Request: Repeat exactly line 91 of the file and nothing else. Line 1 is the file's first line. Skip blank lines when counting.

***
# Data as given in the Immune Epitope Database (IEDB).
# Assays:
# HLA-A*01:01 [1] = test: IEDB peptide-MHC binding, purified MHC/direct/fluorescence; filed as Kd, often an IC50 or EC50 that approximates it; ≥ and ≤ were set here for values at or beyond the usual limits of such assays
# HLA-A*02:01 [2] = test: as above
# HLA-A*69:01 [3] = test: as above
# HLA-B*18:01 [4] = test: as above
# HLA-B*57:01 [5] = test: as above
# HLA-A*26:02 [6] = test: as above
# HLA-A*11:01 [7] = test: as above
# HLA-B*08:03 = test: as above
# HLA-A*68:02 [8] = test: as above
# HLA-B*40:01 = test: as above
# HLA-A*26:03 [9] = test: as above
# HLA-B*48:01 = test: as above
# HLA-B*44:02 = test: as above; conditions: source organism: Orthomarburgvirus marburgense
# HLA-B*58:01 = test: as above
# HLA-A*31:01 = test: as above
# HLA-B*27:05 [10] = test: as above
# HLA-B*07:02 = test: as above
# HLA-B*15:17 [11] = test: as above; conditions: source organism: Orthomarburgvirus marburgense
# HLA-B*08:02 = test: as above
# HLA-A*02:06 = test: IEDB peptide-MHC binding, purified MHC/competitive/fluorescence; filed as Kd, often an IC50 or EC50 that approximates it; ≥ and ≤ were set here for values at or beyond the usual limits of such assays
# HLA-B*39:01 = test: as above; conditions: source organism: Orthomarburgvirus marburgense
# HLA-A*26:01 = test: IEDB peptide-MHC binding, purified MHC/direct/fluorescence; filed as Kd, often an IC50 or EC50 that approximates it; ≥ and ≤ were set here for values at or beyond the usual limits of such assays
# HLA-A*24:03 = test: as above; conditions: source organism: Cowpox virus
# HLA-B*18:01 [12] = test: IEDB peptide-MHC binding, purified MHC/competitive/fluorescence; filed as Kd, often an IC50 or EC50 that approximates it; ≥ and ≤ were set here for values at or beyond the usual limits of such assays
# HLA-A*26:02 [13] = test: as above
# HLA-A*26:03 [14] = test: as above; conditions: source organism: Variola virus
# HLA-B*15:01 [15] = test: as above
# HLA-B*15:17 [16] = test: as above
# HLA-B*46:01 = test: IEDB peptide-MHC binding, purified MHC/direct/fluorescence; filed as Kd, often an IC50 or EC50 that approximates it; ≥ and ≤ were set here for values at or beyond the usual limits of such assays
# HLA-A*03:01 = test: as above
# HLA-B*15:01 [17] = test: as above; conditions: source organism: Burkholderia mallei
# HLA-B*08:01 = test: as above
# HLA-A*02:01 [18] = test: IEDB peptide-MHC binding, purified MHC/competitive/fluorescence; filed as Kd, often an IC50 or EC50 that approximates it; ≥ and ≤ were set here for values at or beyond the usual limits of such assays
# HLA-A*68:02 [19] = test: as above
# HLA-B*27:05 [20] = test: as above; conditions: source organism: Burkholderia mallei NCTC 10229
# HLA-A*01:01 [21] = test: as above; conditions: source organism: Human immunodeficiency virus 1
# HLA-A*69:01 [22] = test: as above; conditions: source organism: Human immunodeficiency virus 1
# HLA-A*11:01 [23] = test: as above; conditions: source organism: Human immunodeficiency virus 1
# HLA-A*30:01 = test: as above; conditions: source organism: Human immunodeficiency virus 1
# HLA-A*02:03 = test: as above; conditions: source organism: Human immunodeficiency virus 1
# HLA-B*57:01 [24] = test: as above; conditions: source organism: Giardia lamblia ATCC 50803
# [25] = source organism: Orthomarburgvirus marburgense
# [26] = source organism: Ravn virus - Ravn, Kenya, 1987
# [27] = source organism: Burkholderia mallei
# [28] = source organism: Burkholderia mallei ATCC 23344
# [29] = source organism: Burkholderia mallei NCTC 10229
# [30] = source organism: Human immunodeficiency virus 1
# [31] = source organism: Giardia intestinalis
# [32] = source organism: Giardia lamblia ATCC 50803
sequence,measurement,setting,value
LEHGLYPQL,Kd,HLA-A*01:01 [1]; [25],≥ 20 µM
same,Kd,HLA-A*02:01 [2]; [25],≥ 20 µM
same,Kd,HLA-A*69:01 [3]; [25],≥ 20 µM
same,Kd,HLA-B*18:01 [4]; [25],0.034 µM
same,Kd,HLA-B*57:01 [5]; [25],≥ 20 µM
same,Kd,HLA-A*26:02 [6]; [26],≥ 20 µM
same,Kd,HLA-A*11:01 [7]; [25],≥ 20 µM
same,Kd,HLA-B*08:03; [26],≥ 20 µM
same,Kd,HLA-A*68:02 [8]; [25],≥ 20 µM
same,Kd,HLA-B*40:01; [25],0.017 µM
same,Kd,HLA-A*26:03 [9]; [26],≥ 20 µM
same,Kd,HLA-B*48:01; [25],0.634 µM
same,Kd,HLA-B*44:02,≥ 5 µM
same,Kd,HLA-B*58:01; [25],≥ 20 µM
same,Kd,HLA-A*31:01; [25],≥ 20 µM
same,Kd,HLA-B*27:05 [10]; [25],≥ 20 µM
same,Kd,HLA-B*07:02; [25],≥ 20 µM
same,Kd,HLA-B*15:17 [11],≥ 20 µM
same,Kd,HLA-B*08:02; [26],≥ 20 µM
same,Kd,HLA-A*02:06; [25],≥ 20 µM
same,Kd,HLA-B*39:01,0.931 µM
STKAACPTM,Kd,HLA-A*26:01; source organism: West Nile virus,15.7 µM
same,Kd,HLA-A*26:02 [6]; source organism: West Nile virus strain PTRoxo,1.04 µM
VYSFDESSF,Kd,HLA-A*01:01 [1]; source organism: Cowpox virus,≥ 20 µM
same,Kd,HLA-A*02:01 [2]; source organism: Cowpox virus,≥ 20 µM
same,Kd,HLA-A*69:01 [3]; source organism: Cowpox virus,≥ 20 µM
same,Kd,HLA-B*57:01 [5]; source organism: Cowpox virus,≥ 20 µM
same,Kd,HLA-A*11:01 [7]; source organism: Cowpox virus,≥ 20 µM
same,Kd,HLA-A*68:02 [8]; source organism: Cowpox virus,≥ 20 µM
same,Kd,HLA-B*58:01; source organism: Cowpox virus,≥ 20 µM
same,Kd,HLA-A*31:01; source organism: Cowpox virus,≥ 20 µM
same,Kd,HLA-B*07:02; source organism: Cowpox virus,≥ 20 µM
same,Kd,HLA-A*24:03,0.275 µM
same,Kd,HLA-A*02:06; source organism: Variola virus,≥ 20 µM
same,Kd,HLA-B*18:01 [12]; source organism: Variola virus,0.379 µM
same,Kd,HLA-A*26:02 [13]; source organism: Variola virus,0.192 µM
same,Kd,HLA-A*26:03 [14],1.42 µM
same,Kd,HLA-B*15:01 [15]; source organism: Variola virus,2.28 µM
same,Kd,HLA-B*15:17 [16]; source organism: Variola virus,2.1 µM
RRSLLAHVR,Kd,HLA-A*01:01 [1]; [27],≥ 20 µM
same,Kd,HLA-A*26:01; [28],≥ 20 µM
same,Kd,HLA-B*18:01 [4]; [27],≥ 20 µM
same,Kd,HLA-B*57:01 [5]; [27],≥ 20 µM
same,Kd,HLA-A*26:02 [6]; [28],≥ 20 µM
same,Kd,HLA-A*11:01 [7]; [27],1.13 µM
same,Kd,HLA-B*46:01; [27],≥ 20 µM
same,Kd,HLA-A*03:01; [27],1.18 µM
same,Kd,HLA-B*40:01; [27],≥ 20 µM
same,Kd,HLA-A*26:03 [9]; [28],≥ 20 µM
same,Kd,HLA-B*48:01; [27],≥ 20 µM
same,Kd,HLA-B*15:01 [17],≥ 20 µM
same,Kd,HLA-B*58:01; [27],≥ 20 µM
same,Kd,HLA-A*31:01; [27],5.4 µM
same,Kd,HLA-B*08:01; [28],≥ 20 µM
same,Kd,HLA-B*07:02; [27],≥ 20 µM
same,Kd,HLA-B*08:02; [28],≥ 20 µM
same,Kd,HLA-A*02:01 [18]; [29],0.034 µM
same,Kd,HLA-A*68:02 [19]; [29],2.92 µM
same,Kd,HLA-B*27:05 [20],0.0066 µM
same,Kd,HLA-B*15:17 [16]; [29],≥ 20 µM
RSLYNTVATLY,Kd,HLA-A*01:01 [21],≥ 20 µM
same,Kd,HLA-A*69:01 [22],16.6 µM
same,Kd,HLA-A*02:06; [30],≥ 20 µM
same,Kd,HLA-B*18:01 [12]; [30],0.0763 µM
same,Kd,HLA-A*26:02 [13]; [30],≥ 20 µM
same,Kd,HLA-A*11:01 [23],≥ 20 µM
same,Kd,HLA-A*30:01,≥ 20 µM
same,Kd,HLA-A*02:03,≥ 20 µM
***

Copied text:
same,Kd,HLA-B*15:17 [16]; source organism: Variola virus,2.1 µM